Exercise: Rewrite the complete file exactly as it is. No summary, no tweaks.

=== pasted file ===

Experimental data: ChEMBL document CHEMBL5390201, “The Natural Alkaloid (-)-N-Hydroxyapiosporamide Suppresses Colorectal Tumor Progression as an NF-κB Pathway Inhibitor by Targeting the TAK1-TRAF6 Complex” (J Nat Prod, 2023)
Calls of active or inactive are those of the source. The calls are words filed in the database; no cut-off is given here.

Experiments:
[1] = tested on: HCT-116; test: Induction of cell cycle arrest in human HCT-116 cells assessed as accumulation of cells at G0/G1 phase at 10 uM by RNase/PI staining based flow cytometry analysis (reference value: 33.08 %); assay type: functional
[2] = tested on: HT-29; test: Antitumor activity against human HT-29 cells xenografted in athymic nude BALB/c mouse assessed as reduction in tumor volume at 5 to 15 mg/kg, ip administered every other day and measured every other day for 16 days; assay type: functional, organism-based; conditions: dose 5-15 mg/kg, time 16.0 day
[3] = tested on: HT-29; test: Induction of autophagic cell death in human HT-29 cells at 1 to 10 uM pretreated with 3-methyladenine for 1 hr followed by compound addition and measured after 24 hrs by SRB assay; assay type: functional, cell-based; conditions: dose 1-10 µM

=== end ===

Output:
Experimental data: ChEMBL document CHEMBL5390201, “The Natural Alkaloid (-)-N-Hydroxyapiosporamide Suppresses Colorectal Tumor Progression as an NF-κB Pathway Inhibitor by Targeting the TAK1-TRAF6 Complex” (J Nat Prod, 2023)
Calls of active or inactive are those of the source. The calls are words filed in the database; no cut-off is given here.

Experiments:
[1] = tested on: HCT-116; test: Induction of cell cycle arrest in human HCT-116 cells assessed as accumulation of cells at G0/G1 phase at 10 uM by RNase/PI staining based flow cytometry analysis (reference value: 33.08 %); assay type: functional
[2] = tested on: HT-29; test: Antitumor activity against human HT-29 cells xenografted in athymic nude BALB/c mouse assessed as reduction in tumor volume at 5 to 15 mg/kg, ip administered every other day and measured every other day for 16 days; assay type: functional, organism-based; conditions: dose 5-15 mg/kg, time 16.0 day
[3] = tested on: HT-29; test: Induction of autophagic cell death in human HT-29 cells at 1 to 10 uM pretreated with 3-methyladenine for 1 hr followed by compound addition and measured after 24 hrs by SRB assay; assay type: functional, cell-based; conditions: dose 1-10 µM